Whether you rent,buy or download a clip or two,Schoolhouse Rock is the perfect pick me up for chasing away the recent news blues and still feeding your mind with some smartly satisfying snacks. One that everyone can agree on(particularly you fans of text messaging)is that taking a ride at "Conjunction Junction" leads to better grammar usage for all:

Monday, September 29, 2008

Starting down that Revolutionary Road

During last night's episode of Mad Men(a very good one,btw),viewers were given the chance to see the official movie trailer for Revolutionary Road,which is coming out this December.

Starring Leonardo DiCaprio and Kate Winslet,it's a story about a frustrated married couple living out their increasingly unhappy lives in a Connecticut suburb in the mid 1950's. The movie is directed by Sam Mendes,best known for American Beauty,but to me the most exciting thing about this film is that is based on the first novel written by Richard Yates.

Revolutionary Road was originally published in 1961 but received a revival of literary interest in 2000,when the 40th anniversary edition was released with an intro written by Richard Ford.

Ford also did a write-up of the book for the NYT Sunday Book Review that garnered even more attention to the works of a writer who was routinely overlooked for many years but was a strong influence on other folks who were inspired by his realistic tone and dark but not depressing look at people who cling to illusions as a means of dealing with the world they're stuck in.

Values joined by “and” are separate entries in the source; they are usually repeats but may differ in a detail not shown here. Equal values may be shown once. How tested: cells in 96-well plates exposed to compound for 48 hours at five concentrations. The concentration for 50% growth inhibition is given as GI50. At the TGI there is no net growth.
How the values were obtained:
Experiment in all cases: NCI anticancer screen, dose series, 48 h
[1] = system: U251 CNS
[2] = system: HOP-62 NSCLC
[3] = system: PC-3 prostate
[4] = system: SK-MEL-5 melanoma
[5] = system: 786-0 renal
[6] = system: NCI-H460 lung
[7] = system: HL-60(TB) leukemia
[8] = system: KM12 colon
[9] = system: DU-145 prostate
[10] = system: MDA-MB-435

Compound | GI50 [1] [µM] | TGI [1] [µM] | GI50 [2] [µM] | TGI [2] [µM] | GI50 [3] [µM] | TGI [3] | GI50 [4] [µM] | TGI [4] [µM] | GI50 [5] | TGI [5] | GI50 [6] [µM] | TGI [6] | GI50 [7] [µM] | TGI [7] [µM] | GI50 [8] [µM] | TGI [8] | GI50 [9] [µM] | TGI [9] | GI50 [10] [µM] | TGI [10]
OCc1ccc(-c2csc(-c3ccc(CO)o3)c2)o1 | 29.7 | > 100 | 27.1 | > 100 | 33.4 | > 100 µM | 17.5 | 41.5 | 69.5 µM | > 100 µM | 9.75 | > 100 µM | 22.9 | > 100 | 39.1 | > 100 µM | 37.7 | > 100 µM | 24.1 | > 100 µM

I was a bookseller when the Yates renewal started up and was not only intrigued enough to check out Revolutionary Road but went on to read The Easter Parade(considered the high watermark of his writing career)and a few of his short stories as well.

One of the major lures for me to Yates was the fact that he was born in my hometown of Yonkers,New York(Yates moved from there at a young age after his parents' divorce and passed away in Birmingham,Ala in 1992).

Yonkers has had it's share of residents who became famous in the arts,notably musicians like Steven Tyler of Aerosmith or actors such as Jon Voight. Finding out that we also had a writer who was nominated for the National Book Award on the strength of his first novel was pretty cool to me and gave my reading of his works that personal touch that means so much.